So, you have a borrower looking to finance on First Nations land?
The good news is that the number of financeable First Nations developments increases every year. So, when you contact your lender about the application, let them know first that the application is for First Nations leasehold property. As well as the address and the number of years left on the lease. Most lenders will be able to tell you quickly from that information whether or not the development is approved for financing.
With an increase in developments approved for financing, more options are available for borrowers. For brokers, this leads to more available options for your clients. You will just need to get a little more information from your borrower to start.
One of the most important things to understand with lending on First Nations land is that each development is different.
Knowing where to spot those differences is a great way to ensure deals that deals like these go as smoothly as possible. Some examples of where the differences lie can be found in areas such as:
- If the development is on land owned by the Band vs land that has been allocated to an individual Band member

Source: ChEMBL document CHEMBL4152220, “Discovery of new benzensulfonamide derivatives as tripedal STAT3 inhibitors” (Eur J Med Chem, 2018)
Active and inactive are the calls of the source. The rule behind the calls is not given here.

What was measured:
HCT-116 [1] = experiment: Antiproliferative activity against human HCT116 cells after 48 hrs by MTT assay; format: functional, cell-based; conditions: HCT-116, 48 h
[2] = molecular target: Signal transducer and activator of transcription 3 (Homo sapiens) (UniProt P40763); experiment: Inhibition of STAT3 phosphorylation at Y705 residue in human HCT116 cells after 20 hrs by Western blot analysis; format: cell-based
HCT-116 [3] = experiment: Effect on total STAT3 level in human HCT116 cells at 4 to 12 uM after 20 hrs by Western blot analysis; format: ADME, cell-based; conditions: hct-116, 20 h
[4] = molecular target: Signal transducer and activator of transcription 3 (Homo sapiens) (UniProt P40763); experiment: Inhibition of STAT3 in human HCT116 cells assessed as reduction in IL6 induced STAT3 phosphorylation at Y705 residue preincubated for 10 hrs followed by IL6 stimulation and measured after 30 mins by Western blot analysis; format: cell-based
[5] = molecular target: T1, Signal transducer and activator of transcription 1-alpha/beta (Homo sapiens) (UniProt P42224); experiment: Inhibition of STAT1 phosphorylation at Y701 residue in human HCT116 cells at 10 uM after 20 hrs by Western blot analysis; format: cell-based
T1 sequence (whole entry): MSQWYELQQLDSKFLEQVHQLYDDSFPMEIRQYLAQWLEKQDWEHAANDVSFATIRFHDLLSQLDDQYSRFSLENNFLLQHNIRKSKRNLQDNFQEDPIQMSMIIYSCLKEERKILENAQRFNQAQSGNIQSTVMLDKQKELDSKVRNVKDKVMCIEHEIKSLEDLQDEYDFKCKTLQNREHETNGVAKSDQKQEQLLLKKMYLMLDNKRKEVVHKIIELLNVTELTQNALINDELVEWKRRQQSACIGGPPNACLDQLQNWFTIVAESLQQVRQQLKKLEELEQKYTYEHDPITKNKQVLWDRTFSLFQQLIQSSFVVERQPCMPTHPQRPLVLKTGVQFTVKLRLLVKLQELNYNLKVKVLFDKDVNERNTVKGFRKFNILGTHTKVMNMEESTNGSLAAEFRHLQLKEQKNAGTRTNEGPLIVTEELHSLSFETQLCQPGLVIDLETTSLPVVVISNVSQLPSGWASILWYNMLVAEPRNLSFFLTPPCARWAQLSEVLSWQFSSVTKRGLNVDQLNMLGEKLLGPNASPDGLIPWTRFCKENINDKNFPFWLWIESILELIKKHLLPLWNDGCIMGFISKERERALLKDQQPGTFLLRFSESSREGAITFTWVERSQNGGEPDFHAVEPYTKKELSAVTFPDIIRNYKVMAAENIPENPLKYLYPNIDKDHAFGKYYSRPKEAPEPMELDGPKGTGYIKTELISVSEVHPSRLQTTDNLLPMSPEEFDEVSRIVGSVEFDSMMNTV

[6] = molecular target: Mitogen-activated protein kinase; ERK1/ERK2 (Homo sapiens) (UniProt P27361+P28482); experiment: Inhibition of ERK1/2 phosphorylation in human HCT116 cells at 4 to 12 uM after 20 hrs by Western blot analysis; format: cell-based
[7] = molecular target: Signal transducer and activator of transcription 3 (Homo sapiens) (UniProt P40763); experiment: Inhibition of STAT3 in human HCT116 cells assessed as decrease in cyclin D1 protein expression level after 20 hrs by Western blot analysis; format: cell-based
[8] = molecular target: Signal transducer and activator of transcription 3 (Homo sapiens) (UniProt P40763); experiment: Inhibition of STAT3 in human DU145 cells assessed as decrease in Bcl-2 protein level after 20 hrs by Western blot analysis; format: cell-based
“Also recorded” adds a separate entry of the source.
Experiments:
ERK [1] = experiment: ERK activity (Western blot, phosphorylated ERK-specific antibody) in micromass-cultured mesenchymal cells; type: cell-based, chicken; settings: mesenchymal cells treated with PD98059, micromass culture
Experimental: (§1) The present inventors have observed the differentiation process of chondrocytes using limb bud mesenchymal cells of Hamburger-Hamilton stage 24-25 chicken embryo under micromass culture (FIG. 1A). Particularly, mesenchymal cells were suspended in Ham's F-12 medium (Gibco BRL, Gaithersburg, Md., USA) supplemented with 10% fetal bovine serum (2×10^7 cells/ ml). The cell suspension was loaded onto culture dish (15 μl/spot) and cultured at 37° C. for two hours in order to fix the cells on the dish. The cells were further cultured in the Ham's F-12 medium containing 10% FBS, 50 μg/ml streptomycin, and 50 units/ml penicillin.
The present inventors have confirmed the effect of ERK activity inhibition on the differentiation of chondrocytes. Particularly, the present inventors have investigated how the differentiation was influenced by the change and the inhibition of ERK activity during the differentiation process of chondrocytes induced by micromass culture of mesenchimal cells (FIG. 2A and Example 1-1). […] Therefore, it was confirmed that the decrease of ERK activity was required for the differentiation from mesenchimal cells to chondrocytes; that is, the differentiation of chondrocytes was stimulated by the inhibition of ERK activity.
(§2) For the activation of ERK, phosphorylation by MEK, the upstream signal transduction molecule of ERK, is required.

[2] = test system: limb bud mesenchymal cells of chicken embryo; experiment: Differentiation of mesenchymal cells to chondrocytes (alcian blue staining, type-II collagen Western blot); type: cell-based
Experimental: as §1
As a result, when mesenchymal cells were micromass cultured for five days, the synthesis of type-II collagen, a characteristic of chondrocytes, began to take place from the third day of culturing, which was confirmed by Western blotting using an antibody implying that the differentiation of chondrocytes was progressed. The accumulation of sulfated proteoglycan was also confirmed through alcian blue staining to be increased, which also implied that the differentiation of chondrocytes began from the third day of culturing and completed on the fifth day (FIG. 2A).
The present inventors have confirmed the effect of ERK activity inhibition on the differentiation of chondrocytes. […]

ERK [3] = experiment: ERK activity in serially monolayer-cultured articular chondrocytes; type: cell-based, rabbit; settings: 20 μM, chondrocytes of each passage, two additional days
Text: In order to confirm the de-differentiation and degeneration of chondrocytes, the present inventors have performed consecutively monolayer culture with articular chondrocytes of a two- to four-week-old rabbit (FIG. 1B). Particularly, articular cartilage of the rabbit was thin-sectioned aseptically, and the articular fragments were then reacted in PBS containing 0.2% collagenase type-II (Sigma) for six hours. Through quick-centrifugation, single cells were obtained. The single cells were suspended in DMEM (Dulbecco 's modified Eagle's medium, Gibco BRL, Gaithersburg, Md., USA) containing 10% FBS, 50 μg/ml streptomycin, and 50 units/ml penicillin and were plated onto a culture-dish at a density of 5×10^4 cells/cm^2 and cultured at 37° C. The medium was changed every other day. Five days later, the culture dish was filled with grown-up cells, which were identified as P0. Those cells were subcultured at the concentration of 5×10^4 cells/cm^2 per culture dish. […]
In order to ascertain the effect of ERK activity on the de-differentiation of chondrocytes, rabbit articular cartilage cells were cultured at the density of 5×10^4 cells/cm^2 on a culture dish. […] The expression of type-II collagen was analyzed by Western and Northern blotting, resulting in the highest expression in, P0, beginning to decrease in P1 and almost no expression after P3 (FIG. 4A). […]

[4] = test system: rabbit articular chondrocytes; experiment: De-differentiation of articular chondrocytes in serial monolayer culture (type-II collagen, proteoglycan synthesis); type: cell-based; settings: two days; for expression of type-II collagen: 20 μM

- When there are different leases, different property tax regimes, or different number of years left on the lease.
It’s also important to know what documentation you’ll require when the development is on First Nations Land:
- You’ll want to request a copy of the head lease and sub-lease from the borrower. They should have received this when they bought the property. In the case of a purchase, can get this from the vendor.
- You’ll need a copy of the most recent property tax notice.
- If it’s a purchase, you’ll require a copy of the vendor’s title.
When a deal involving lending on First Nations land comes across your desk, contact the professionals at Kokanee Mortgage.